There was a time when rivers were the highways and canoes the preferred road-tripping vehicle in Alberta. Back in the 18th and 19th centuries, voyageurs travelled this way, adopting the transportation methods that had been used by indigenous people for centuries for a specific purpose: to transport beaver pelts out of Alberta to Europe, where felt hats were the fashion trend of the day. That trade was a key development in the history of Canada (hence, the humble beaver as a national symbol) and wouldn’t have happened without Alberta’s indigenous people, who knew all of the best places for fur trapping, and the Metis people, who helped bridge European and indigenous cultures.
The Metis are a distinct group who today can trace their ancestry back to the early Europeans who started families with indigenous women. As the fur trade expanded to northeast Alberta, many Metis made permanent homes near the same rivers they’d travelled. Now, that same area is ready share a piece of that history.
Think you can paddle 40 strokes per minute in a canoe like the voyageurs did on the North Saskatchewan River? Here’s a chance to test yourself, by time travelling to two historical sites in Alberta, with a canoe between them.
First up, it’s Metis Crossing, where you’ll get schooled in Metis culture circa the 1880s. Get ready to learn to dance a Red River jig, set a beaver trap, tour a trapper’s tent, try dried bison and add your mark to a Metis infinity sash under the watchful eye of your costumed interpreters.
Then, your Haskin Canoe guide takes over on the river (but you should probably pitch in on the paddling), where you might spot a beaver—or at least its home—and maybe learn a French voyageur song.
Your destination is Victoria Settlement, where you’ll exit your canoe and find out what it was like for Europeans and Metis to work for, live next to, or trade with, the Hudson’s Bay Company at Fort Victoria in the 1890s. Here, you’ll meet your guides, dressed in handmade fashions straight from the pages of a 19th century Eaton’s department-store catalogue. They’ll teach you how Metis and European voyageurs carried 90-pound loads of furs with a strap secured around their forehead and tour you through original buildings, including the 1864 Clerk’s Quarters and 1906 Methodist church. You might learn a few things, like that fur trading companies preferred to hire voyageurs who couldn’t swim—they were less likely to take risks on the rivers that could lead to damaged goods. Or the tales of the only two voyageurs to ever carry five of those 90-pound packs at once.
Metis Crossing is built on the site of historical river lots that Metis people settled in the 1880s. The narrow river lots were designed to give each family access to the river, space for a garden and home, some grazing and farmland, plus forested areas for firewood and building supplies.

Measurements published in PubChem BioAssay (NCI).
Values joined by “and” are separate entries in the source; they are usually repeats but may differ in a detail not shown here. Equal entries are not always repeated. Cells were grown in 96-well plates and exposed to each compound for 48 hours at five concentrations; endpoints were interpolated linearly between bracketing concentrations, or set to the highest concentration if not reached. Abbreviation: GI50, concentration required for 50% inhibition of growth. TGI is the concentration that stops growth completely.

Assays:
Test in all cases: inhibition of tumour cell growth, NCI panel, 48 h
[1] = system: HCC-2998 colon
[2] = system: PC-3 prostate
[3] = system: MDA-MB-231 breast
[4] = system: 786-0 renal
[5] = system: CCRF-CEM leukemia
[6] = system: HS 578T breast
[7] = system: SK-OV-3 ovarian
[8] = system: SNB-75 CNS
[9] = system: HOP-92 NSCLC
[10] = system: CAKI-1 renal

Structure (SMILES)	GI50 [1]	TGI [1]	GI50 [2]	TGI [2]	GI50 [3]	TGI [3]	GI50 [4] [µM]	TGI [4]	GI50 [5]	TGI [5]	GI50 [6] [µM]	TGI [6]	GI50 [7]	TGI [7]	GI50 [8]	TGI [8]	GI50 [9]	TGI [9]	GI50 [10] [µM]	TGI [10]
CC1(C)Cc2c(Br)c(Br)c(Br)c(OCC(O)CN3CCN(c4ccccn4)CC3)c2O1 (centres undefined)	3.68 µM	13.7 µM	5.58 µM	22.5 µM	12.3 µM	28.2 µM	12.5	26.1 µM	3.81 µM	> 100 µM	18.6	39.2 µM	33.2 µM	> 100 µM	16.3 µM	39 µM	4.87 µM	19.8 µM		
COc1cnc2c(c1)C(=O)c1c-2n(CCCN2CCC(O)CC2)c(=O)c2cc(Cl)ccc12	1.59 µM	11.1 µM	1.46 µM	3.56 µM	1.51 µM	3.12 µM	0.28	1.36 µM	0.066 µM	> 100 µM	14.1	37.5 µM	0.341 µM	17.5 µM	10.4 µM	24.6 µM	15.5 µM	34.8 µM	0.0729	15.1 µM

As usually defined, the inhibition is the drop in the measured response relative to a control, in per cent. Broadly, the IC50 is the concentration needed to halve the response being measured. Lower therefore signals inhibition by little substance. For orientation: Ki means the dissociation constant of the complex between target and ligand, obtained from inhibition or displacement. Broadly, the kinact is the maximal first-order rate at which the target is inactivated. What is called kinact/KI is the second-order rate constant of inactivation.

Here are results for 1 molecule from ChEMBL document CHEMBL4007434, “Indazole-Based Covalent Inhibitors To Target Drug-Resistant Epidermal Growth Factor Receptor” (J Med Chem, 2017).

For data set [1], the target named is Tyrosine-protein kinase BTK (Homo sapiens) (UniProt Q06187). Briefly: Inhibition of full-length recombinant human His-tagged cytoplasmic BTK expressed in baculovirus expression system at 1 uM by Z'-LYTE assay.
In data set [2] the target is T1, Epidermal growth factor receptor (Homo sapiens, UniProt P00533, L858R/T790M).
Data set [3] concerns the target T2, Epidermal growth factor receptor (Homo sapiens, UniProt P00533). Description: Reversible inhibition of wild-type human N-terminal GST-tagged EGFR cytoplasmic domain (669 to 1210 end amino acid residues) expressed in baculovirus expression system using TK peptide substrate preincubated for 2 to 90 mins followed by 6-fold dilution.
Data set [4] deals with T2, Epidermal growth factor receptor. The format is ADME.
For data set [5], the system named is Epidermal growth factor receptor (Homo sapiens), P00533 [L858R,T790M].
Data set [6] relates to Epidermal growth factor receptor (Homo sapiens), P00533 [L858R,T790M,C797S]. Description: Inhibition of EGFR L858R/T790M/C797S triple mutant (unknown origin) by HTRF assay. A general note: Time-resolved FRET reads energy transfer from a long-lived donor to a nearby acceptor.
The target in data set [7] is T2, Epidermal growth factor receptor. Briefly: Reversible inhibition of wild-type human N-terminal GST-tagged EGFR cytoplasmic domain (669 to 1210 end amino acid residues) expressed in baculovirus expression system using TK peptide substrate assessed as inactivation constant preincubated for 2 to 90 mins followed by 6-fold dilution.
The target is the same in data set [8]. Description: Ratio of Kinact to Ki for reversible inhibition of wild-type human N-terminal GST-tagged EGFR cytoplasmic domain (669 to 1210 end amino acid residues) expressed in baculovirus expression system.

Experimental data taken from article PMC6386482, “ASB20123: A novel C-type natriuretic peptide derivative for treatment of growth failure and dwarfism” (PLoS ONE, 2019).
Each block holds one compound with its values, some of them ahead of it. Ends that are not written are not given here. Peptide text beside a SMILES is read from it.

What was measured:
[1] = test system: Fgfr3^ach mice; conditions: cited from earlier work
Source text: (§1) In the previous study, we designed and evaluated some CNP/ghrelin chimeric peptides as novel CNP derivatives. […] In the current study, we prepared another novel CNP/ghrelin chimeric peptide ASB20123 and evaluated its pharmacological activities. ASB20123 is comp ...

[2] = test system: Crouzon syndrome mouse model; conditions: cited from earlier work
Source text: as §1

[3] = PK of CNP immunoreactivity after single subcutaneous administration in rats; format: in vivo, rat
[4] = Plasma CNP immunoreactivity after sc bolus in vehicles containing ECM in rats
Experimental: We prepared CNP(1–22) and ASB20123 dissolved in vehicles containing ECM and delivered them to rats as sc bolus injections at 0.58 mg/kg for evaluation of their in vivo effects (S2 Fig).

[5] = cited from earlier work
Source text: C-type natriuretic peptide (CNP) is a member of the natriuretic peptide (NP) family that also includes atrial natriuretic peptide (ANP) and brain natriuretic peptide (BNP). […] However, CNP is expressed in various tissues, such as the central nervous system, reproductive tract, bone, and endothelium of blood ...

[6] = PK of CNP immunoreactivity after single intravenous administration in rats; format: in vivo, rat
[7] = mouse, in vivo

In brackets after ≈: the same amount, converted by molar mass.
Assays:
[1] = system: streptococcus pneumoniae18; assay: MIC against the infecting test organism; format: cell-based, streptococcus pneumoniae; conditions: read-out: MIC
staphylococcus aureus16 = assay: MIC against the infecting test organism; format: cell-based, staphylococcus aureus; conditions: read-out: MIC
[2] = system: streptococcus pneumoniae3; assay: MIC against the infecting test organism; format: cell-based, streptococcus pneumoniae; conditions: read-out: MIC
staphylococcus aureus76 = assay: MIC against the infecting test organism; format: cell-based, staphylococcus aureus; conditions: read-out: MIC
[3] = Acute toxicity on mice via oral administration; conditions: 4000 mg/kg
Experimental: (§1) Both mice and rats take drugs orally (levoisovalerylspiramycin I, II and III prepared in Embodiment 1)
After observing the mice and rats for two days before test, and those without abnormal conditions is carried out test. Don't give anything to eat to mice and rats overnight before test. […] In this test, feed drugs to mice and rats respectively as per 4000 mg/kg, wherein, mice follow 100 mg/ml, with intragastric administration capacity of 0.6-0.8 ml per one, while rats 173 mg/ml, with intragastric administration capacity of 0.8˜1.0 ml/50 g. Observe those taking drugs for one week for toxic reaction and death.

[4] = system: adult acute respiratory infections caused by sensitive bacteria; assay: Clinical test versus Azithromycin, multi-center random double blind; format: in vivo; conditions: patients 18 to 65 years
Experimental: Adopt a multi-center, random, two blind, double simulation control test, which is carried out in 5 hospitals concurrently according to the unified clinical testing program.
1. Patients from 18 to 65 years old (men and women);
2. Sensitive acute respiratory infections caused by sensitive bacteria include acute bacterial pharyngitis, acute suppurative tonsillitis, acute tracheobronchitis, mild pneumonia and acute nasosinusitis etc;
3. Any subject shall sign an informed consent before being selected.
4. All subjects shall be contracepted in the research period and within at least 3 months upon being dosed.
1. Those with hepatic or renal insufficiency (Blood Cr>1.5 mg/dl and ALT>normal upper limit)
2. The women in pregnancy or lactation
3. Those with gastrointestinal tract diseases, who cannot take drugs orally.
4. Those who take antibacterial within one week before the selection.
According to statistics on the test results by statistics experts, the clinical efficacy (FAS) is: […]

Booking the Victoria Trail Voyageur Experience isn’t the only way to check out Metis Crossing. You can drop by to explore a refurbished original 1885 home, sample tea made with locally foraged ingredients, try weaving on a loom, and hear stories of the people who lived here. Or stay for a night or two by the river in a fur trapper’s tent, a reconstruction of the mobile homes fur trappers used, complete with comfy beds.
How about some island hopping? Sir Winston Churchill Provincial Park is an island you can camp on. One of those camping options is a comfortable tipi, with wooden floors, real beds, and a nearby private kitchen and bathroom. You can even rent iconic Hudson’s Bay blankets for those beds if you like, to get that fur trade-era feeling. The comfort camping tipis were built in partnership between Alberta Parks and the Lac La Biche Canadian Native Friendship Centre.
There’s regular cultural programming at the provincial park’s amphitheatre thanks to the friendship centre, including guided crafts like beaded jewelry, storytelling, Metis jigging lessons, and an introduction to medicinal plants. Plus, learn how to cook bannock bread over the fire. Bannock is an indigenous adaptation of a baking soda biscuit bread that can be traced back to Scottish recipes. Some of these cultural programs can also be booked right to your tipi site by contacting the friendship centre.
Type Fort George and Buckingham House into your GPS to find your way to the actual spot where competing trading posts—the Hudson’s Bay Company and the North West Company—opened six months apart in 1792.
The museum itself is packed with recreated artifacts to illustrate the effect of these forts and the fur trade in general on the Cree and other indigenous people in the area, plus audio and visual storytelling. Check out what the two companies traded with the indigenous people of the area, including animal pelts, pots and pans, blankets, fire-starting kits and more. And, if you’re in the midst of a road trip, stretch your legs out in nature on the interpretive trail. It’s about a kilometer-long walk through a forest of birch trees and leads to the former sites of the forts.